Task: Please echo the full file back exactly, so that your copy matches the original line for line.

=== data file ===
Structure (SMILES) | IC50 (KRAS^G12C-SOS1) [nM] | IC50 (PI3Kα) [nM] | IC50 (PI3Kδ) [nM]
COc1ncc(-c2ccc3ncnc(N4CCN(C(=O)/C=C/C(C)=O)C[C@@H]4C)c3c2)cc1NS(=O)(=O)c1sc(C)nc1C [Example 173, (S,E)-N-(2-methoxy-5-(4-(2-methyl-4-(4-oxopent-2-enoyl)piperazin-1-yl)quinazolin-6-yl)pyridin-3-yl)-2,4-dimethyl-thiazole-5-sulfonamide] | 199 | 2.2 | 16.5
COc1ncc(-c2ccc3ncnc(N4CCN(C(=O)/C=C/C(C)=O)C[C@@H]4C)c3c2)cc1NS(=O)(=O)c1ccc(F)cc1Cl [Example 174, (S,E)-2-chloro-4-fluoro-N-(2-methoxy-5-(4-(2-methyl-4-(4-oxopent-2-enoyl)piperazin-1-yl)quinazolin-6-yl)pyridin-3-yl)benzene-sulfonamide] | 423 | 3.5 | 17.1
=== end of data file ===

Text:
Structure (SMILES) | IC50 (KRAS^G12C-SOS1) [nM] | IC50 (PI3Kα) [nM] | IC50 (PI3Kδ) [nM]
COc1ncc(-c2ccc3ncnc(N4CCN(C(=O)/C=C/C(C)=O)C[C@@H]4C)c3c2)cc1NS(=O)(=O)c1sc(C)nc1C [Example 173, (S,E)-N-(2-methoxy-5-(4-(2-methyl-4-(4-oxopent-2-enoyl)piperazin-1-yl)quinazolin-6-yl)pyridin-3-yl)-2,4-dimethyl-thiazole-5-sulfonamide] | 199 | 2.2 | 16.5
COc1ncc(-c2ccc3ncnc(N4CCN(C(=O)/C=C/C(C)=O)C[C@@H]4C)c3c2)cc1NS(=O)(=O)c1ccc(F)cc1Cl [Example 174, (S,E)-2-chloro-4-fluoro-N-(2-methoxy-5-(4-(2-methyl-4-(4-oxopent-2-enoyl)piperazin-1-yl)quinazolin-6-yl)pyridin-3-yl)benzene-sulfonamide] | 423 | 3.5 | 17.1